The books are in fact in the reverse order, where Dr Langdon is introduced in Angels and Demons and then goes on to the mysteries of The Da Vinci Code, but the film makes several allusions to the fact that Dr Langdon has already had brushes with the Church, which is possible only if he has already messed with The Da Vinci Code. This is interesting, because I remember the trailers specifically mentioning, “Before the Da Vinci Code, were Angels and Demons”. Hmm.

It’s actually a pretty good film. At least, I thought it was better than The Da Vinci Code (DVC). Of course, DVC had the disadvantage of being a very complicated novel, with many subplots featuring bits and scraps of history, tradition and rituals, and it was much more difficult to cram all that information in a movie. Angels and Demons does not suffer that condition, as the essential plot is simple and hence easier to port to the big screen.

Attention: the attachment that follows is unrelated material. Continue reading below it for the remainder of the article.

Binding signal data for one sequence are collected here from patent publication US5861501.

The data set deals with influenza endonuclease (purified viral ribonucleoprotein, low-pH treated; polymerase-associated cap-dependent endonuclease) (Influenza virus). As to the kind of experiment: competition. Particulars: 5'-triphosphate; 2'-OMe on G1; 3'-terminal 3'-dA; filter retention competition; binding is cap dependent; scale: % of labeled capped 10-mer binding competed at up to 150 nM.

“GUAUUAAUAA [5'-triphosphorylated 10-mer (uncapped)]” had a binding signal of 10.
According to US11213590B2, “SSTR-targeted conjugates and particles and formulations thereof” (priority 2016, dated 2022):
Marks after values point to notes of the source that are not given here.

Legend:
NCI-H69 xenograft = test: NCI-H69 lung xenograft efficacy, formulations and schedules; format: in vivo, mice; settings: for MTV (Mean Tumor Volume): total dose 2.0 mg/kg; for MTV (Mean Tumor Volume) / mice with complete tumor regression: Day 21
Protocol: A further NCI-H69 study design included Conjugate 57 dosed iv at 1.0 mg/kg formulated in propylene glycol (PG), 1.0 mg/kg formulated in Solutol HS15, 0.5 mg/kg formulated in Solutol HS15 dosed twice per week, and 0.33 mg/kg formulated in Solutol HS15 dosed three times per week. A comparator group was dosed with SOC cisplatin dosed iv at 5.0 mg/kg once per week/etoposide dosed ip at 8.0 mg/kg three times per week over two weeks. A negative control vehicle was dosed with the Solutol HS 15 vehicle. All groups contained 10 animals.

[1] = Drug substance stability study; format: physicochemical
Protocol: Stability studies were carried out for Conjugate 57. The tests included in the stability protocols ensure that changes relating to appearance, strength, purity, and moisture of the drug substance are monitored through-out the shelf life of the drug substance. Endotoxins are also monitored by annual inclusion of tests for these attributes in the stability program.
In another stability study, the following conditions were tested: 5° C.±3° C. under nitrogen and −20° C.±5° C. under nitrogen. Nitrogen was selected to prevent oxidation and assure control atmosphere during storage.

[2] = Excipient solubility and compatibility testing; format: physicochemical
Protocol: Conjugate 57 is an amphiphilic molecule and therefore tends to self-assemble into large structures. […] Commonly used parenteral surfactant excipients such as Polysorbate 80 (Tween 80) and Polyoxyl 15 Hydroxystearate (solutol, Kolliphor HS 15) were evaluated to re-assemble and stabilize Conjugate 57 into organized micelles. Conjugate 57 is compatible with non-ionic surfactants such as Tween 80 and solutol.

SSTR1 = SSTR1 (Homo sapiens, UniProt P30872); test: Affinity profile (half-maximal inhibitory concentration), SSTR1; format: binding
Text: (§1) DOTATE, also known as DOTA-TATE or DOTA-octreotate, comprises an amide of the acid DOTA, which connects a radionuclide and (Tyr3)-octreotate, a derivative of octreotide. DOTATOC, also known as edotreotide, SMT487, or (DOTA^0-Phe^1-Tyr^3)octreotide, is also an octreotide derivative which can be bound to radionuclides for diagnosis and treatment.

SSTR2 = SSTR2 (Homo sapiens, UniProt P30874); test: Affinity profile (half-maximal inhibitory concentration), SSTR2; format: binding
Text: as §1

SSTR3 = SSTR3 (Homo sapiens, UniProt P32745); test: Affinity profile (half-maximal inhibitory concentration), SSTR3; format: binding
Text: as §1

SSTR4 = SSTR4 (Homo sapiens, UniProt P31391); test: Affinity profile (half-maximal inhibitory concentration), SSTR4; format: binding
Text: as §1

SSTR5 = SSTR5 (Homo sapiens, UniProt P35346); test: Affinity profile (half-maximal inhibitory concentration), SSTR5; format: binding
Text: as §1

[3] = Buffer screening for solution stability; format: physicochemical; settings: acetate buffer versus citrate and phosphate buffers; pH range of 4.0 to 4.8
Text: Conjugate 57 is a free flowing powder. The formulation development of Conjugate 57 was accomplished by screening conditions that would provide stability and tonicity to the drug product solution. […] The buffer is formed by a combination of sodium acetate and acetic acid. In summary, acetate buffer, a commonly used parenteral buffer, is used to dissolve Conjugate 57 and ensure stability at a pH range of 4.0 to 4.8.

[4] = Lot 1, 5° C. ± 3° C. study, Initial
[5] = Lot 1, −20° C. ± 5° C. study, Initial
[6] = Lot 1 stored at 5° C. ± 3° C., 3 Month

The plot, of course, features an ancient group of scientists and intellectuals, called the Illuminati, that the Church apparently tried to suppress, and how the 400 year-old organization has reared its head in retribution in the present day and age. It makes for an interesting film (and indeed an even more interesting read), and the bits of history that are true are really intriguing. And of course, the story telling is good too.

What I did not like was the large deviation from the plot in the book. More so, the deviations are such that they don’t seriously affect the plot if you look at the overall storyline, which begs you to ask why those deviations were necessary.